By Mary Alice Baish
Dateline: March 9, 2006
Congressional Hearing on Orphan Works
Yesterday, Maria Pallante, Associate General Counsel and Director of Licensing at The Solomon R. Guggenheim Foundation, testified on behalf of 17 organizations, including AALL, before the House Judiciary Committee's Subcommittee on Courts, the Internet, and Intellectual Property. The topic of the hearing was orphan works and the hearing was unique in a number of ways. All seventeen groups—ranging from museums and libraries to publishers and other content owners—have participated during the past year in the Copyright Office's investigation of the problems raised by orphan works. The term refers to the large volume of works that are likely still protected by copyright although their owners cannot be located after a reasonable effort in order to secure licensing permission to use them. Given the diversity of our organizations, it is remarkable that we not only agree that a problem exists, but we also agree on a legislative solution.
Student attorneys at the Glushko-Samuelson Intellectual Property Law Clinic of the Washington College of Law at American University have been working on this issue since 2002 and deserve a lot of credit for developing a legislative fix. The Copyright Office has also supported these efforts. Overall, we agree with most of their January 2006 Report on Orphan Works (www.copyright.gov/orphan/) issued in the wake of a year-long effort that included a public comment period and round-tables and informal meetings. Having so many diverse groups supporting Ms. Pallante's statement strengthened our position and also impressed members of the committee. Chairman Smith indicated at the hearing that he wants to move quickly on this legislation and hopes that statutory language can be agreed upon by the end of March. The outlook for getting a bill enacted this year is very good.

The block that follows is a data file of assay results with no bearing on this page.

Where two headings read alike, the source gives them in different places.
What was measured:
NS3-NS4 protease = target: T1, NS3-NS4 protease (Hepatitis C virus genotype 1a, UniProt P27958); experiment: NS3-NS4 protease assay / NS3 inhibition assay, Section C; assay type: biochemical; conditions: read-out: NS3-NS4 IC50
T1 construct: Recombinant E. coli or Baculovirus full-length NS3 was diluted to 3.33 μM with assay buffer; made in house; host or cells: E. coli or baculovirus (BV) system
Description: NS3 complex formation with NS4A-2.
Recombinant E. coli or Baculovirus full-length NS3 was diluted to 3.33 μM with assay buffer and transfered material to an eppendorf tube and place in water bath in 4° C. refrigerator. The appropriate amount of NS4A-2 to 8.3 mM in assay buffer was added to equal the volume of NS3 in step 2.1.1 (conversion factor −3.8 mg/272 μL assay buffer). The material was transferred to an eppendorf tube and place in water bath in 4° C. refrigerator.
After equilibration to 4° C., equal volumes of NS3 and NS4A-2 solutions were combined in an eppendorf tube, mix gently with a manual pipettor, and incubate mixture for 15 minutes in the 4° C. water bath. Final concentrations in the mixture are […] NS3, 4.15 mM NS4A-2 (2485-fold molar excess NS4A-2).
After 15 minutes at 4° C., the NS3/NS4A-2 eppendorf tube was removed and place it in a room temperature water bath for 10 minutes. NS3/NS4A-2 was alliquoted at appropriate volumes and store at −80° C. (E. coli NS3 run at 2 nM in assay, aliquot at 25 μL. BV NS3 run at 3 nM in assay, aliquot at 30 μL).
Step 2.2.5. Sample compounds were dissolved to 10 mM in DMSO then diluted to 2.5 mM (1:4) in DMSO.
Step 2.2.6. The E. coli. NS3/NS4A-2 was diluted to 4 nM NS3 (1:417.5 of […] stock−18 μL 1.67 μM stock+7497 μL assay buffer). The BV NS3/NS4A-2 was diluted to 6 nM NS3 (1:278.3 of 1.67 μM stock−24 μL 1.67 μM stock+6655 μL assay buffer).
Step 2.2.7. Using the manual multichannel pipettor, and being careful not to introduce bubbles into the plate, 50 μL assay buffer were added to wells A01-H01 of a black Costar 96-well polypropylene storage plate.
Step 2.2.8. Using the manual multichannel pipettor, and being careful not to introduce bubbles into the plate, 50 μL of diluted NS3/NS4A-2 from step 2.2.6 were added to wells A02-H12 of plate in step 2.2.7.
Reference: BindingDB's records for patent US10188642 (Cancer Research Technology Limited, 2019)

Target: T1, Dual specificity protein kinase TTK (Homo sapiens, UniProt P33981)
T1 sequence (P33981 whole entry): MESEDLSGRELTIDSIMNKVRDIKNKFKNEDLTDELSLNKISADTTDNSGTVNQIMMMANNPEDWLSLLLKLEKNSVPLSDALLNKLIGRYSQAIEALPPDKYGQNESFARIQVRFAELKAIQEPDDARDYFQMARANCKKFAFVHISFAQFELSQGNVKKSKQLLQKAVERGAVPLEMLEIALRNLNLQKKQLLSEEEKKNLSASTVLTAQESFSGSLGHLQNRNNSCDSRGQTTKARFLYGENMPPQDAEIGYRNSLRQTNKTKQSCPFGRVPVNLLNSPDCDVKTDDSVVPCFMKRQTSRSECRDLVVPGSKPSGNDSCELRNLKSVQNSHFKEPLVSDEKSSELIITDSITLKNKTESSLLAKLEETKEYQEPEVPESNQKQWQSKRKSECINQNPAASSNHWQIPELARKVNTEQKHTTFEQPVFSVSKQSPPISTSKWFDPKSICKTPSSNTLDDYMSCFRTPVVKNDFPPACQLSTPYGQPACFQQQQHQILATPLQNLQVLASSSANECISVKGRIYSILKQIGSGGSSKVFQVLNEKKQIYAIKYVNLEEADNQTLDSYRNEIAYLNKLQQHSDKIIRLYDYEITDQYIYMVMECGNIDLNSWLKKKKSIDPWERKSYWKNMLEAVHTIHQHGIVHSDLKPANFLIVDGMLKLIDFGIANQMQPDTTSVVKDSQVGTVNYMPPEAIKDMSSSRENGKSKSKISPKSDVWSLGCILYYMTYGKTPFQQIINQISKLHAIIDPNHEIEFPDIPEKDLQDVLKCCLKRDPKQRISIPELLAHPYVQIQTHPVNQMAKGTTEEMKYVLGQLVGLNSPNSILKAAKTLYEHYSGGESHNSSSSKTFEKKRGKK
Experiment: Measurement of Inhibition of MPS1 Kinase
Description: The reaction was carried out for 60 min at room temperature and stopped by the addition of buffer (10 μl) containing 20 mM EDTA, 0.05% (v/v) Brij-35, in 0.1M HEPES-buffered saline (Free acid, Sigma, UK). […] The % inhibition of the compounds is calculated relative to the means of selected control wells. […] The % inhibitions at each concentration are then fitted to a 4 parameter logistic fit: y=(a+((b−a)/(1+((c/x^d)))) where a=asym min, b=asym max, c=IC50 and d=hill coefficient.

AALL Thanks U.S. Archivist for Moratorium on Declassification
In a letter dated March 7th, AALL President Claire Germain thanked Allen Weinstein, Archivist of the United States, for issuing a moratorium on NARA's reclassification of approximately 9,500 documents that had previously been available to the public. Most of the documents date back to the 1940s and 1950s and, according to historians familiar with them, pose no threat to our national security and should remain publicly accessible. Weinstein also required NARA's Information Security Oversight Office to conduct an audit of these materials. This issue was brought to our attention by the press and obviously members of Congress interested in overseeing this administration's penchant for secrecy read the same articles. Rep. Christoper Shays (R-4-CT), already an outspoken champion of openness in government, is convening a hearing next week as chair of the Government Reform Committee's Subcommittee on National Security. Incidentally, Weinstein, who was sworn in as Archivist in February 2005, will be speaking in St. Louis along with Printer Bruce James at the Town Meeting on E-Life Cycle Management (G1). Please join us in welcoming him to his first AALL conference.
Gearing Up for the FY 2007 Appropriations Cycle
Hearings began this month for the FY 2007 appropriations, a busy time indeed. We have submitted letters for the hearing record for a number of agencies. With so much of the government's budget going to homeland security and defense, it's going to be a lean year for most other agencies. We support the full FY 2007 funding request of $628.465 million for the Library of Congress (LC), including $14.026 million for the Law Library of Congress. Dr. Billington, Librarian of Congress, is asking for only a 4.1% increase over the current fiscal year and there are no special funding requests for the Law Library. The Law Library will, however, benefit from the incremental adjustment of $2 million for the Library's ongoing GENPAC project, if approved. The FY 2007 GENPAC appropriation is vital to the Law Library's ability to continue to acquire foreign and international legal materials in both print and electronic formats.